Studio 60 on the Sunset Strip

I’ve added another show to my “watch every week” repetoire – Studio 60 on the Sunset Strip.  This does not necessarily mean that I love the show.  At the moment I’m undecided, but more about that later.
Here, by the way, is my current “watch every week” repetoire, broken down into days:

Monday:  Nothing really.  What am I missing?
Tuesday:  Nothing really. Again, is there anything on I should be watching?
Wednesday: Don’t think there’s anything here.  Should there be?
Thursday:  Watch Survivor.  Download The Office, and download Extras (watch them next day)
Friday:  Nada.
Saturday:  Now it will be Battlestar Galactica, that it’s back on.  Depending on anticipation, I may not be able to wait, and will download Friday night’s US airing.
Sunday: Studio 60 on the Sunset Strip.  Amazing Race. The Wire.

That’s it.  Not a lot of TV for me right now. If you think there’s a show I should be watching, let me know.

So, anyway, back to Studio 60.  Back in the days of Sports Night, I was an Aaron Sorkin fan.  I dug the fast-paced dialogue and witty, intelligent things the characters said.  I liked the way the show ran.  Bam, bam, bam.  For whatever reason, I didn’t bother following him to The West Wing.  Even though the segments of The West Wing I did see didn’t really thrill me too much, I thought I was maybe missing out on some great writing and acting.  So, this time, with his third show starting, I made an effort to be on board from the beginning.
I watched, and enjoyed, the first episode quite a bit.  Then, dammit, I read a Salon review of that episode.  It talked about how Sorkin’s style of writing, and the hyper-intensity of the characters/moments and of what they say, and the fast-paced style really fit well in a setting like the White House, and that made us care about those characters.  Will we, the reviewer asked, care as much when the characters display the same qualities, intensities and manic quippings all in service of a late-night comedy show.  In other words, we dig clever things that are said on the long fast walks down corridors as the President balances Middle East turmoil, pouting subordinates and whatever familial problems his wife is complaining about, but will we dig it as much when the outcome isn’t, perhaps, so important to us?  In other other words, fast-paced drama works in the White House, but can it work in a late-night comedy studio?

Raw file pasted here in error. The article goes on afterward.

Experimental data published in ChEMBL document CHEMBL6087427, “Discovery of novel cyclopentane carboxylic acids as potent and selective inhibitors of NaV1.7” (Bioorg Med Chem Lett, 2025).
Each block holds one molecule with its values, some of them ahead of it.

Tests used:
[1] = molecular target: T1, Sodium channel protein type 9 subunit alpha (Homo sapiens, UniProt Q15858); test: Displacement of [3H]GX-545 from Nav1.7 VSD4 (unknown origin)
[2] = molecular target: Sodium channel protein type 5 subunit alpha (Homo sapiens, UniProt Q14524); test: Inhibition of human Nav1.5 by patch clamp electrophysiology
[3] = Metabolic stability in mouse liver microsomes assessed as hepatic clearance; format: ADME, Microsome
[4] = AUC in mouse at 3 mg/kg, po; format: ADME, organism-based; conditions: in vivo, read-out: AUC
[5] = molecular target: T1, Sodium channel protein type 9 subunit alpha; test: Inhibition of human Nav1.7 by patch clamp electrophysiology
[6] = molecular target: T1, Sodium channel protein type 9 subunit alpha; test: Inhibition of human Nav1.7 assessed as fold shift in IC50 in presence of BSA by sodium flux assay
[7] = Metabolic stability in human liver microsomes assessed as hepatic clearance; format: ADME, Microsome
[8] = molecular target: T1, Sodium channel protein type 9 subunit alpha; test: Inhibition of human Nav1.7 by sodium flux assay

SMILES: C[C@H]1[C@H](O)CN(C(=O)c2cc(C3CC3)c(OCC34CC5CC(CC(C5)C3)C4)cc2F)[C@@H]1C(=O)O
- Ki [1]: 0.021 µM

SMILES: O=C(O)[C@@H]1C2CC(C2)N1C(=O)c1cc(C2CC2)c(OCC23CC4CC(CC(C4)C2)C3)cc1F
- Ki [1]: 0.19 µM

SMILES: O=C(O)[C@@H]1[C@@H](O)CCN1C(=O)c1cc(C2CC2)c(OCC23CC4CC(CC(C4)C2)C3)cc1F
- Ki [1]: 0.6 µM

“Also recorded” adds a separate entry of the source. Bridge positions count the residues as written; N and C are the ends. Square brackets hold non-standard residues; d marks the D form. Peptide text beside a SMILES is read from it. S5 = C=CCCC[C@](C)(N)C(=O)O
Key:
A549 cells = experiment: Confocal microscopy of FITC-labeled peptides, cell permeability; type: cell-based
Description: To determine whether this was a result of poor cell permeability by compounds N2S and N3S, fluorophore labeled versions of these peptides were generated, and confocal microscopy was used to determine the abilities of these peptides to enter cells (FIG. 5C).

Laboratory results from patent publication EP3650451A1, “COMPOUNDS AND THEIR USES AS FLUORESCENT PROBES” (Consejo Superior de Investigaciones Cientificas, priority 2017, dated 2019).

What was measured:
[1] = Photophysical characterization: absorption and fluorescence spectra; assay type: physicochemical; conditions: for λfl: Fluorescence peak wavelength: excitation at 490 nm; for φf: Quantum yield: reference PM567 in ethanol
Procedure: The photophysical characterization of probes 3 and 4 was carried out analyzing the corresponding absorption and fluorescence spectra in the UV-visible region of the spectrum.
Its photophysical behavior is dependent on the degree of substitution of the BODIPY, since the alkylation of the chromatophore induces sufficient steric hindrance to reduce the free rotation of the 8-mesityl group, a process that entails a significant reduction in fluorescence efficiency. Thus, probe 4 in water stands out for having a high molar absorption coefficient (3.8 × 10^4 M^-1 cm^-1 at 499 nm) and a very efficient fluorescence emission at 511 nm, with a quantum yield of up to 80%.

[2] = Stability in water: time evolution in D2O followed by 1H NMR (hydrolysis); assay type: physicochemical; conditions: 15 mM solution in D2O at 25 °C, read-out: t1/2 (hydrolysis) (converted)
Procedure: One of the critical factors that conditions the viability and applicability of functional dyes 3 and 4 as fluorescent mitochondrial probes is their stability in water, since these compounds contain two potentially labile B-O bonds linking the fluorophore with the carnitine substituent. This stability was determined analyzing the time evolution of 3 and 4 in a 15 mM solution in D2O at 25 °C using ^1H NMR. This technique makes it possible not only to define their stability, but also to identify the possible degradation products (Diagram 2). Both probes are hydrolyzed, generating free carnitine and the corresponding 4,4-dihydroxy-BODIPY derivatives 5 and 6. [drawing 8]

I don’t know if I buy the reviewer’s question, but being aware of it has made me more critical of the show than it perhaps deserve I be.  As long as the events are important to the characters, that’s all that should matter, right?  Yet, it does leave me thinking “ease up on the self-importance”.    I don’t want to be thinking that, though.

So, I want to like the show, but I am not really digging the Sorkinisms.  I really didn’t like last week’s fast-paced walking scene with Matthew Perry and Nate Corddry.  It was too manicured.  The dialogue is too precious. 
And that Amanda Peet network president is too precious, too.